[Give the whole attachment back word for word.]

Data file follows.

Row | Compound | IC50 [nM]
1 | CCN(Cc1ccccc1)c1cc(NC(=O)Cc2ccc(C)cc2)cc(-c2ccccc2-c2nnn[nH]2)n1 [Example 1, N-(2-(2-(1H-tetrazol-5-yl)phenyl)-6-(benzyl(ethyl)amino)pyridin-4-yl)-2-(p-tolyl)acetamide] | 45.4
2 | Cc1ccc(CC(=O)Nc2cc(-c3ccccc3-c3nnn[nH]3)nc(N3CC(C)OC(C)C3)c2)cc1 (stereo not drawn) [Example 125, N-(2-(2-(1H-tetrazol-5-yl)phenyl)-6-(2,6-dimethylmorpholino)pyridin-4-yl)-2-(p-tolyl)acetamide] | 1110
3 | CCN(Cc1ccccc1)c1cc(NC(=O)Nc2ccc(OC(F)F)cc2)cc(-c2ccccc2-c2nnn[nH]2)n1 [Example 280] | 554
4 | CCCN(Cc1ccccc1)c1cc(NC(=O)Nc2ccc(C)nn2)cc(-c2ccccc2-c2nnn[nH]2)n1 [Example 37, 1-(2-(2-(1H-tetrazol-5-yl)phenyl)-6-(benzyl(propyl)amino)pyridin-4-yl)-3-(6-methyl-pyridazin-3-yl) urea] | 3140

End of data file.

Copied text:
Row | Compound | IC50 [nM]
1 | CCN(Cc1ccccc1)c1cc(NC(=O)Cc2ccc(C)cc2)cc(-c2ccccc2-c2nnn[nH]2)n1 [Example 1, N-(2-(2-(1H-tetrazol-5-yl)phenyl)-6-(benzyl(ethyl)amino)pyridin-4-yl)-2-(p-tolyl)acetamide] | 45.4
2 | Cc1ccc(CC(=O)Nc2cc(-c3ccccc3-c3nnn[nH]3)nc(N3CC(C)OC(C)C3)c2)cc1 (stereo not drawn) [Example 125, N-(2-(2-(1H-tetrazol-5-yl)phenyl)-6-(2,6-dimethylmorpholino)pyridin-4-yl)-2-(p-tolyl)acetamide] | 1110
3 | CCN(Cc1ccccc1)c1cc(NC(=O)Nc2ccc(OC(F)F)cc2)cc(-c2ccccc2-c2nnn[nH]2)n1 [Example 280] | 554
4 | CCCN(Cc1ccccc1)c1cc(NC(=O)Nc2ccc(C)nn2)cc(-c2ccccc2-c2nnn[nH]2)n1 [Example 37, 1-(2-(2-(1H-tetrazol-5-yl)phenyl)-6-(benzyl(propyl)amino)pyridin-4-yl)-3-(6-methyl-pyridazin-3-yl) urea] | 3140